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Damien99

Basic astronomy

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Damien99

So took the advice of a few people was was watching basic astronomy video and sites. Something struck me as odd. 
 

so the estimate of the universe age is about 13 billion years old or so but it said we can see about 24-26 billions years of the universe. So how can we see that much but universe is half the age. 

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zep73

It's because, compared to the expansion at the big bang, light is very slow.
Light from the furthest objects apart, in the universe, will not reach each other until maybe in several billion years. Maybe never for some of them.
That's how incredibly huge the universe is.

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Damien99
3 minutes ago, sci-nerd said:

It's because, compared to the expansion at the big bang, light is very slow.
Light from the furthest objects apart, in the universe, will not reach each other until maybe in several billion years. Maybe never for some of them.
That's how incredibly huge the universe is.

But if we can see 26 billions years ago would that not mean universe is 26 billions years old and not 13 ish ´

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bison

Well, they presumably mean to say that since the universe expands in all directions, regardless your point of view, that this would account for about 26 billion years of expansion. 13 billion to your left, and 13 billion to your right.

The visible universe is reckoned to be about 93 billion light years in diameter. It can expand at a global speed greater than that of light, without violating relativity theory. It goes on expanding from every point of view within the three dimensional  universe, not just the point we happen to occupy. This adds to to the expansion.  

Edited by bison
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Damien99

How would that explain let say that galaxy they found 27 billions light years away then? If it’s 27 lights years away would that not mean universe been expanding 27 billions years, so how is it 13 b years old 

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zep73
29 minutes ago, Damien99 said:

How would that explain let say that galaxy they found 27 billions light years away then? If it’s 27 lights years away would that not mean universe been expanding 27 billions years, so how is it 13 b years old 

Like @bison (and common sense) said, the universe is estimated to be 93 billion light years in diameter. It is still growing. More rapidly every second.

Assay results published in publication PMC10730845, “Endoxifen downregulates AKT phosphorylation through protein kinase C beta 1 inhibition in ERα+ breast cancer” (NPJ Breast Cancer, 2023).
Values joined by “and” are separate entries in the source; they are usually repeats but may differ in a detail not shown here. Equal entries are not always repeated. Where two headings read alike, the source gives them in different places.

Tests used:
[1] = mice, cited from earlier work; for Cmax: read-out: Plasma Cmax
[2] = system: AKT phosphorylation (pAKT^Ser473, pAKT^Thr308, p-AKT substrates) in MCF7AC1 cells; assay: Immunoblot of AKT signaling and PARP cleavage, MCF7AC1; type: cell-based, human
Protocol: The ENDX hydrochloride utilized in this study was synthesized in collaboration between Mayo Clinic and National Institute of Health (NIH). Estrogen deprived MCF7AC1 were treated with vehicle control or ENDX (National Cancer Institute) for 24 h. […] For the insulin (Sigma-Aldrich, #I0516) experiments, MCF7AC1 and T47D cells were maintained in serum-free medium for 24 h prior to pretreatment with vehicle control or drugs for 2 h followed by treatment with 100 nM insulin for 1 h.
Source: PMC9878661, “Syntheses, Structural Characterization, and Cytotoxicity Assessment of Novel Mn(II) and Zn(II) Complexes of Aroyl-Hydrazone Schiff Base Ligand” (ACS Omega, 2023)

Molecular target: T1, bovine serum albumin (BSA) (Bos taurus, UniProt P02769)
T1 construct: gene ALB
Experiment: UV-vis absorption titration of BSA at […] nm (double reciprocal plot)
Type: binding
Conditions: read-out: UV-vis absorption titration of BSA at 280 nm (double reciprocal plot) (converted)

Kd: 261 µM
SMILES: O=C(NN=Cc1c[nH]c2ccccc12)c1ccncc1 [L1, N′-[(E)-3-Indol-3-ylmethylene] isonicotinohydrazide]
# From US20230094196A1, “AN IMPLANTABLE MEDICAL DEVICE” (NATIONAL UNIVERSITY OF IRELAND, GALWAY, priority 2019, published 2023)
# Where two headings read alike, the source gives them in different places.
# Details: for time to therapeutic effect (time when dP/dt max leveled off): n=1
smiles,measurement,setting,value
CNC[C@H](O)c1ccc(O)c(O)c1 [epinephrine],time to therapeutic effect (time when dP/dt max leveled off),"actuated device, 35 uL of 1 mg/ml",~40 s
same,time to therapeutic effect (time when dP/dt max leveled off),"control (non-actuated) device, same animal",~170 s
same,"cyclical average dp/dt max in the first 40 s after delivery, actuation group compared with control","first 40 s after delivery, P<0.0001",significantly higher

Objects get further and further apart, so stars can move many light years away from each other, before they can see each other. That fact is considered when estimating distant stars.
Can you see now, how distance can easily get way longer than 13.8 billion light years?

Edited by sci-nerd
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Damien99
6 minutes ago, sci-nerd said:

Like @bison (and common sense) said, the universe is estimated to be 93 billion light years in diameter. It is still growing. More rapidly every second.
Objects get further and further apart, so stars can move many light years away from each other, before they can see each other. That fact is considered when estimating distant stars.
Can you see now, how distance can easily get way longer than 13.8 billion light years?

Yes but double the age of the universe?

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zep73
1 minute ago, Damien99 said:

Yes but double the age of the universe?

Not age. Distance!

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zep73

@Damien99 Shortly after the big bang, the universe was 200,000 light years in diameter, and growing very rapidly.

I found this video for you

 

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Piney
46 minutes ago, Damien99 said:

Yes but double the distance of the universe?

<--------13 billion LY----------YOU ARE HERE-----------13 billion LY---------->

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ChrLzs
57 minutes ago, Piney said:

<--------13 billion LY----------YOU ARE HERE-----------13 billion LY---------->

So... you mean Damien should ... LOOK BEHIND YOU!!!!  :D 

OK, I'm kidding, and we're going to confuse him further....  So, yeah, Damien it's a bit confusing, but as stated above, you first need to understand that a light year is a DISTANCE, and if you confuse that concept with the age of the Universe, it just doesn't work.

So the Universe is about 93 billion light-years across (but we're not really sure, as the tape measure ran out...).  That's all about DISTANCE.

But the age of the oldest stars we can see is about 13.7 billion years.  That's YEARS, ie a measure of time, not LIGHT-YEARS which is distance..
We guesstimate that age by looking at how the galaxies and stars are all mostly racing outwards, and then extrapolate that back to estimate when the BigBang happened (sort of)...

 

I know it's all the rage to learn stuff online, but if I was you Damien, I'd go to your local library (or your preferred Internet buying site) and get the book "Cosmos", by Carl Sagan.  Some of the info in it is a little out of date, but imo it's the best book ever written, and I don't just mean amongst astronomy books...

 

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Damien99

Thank you everyone

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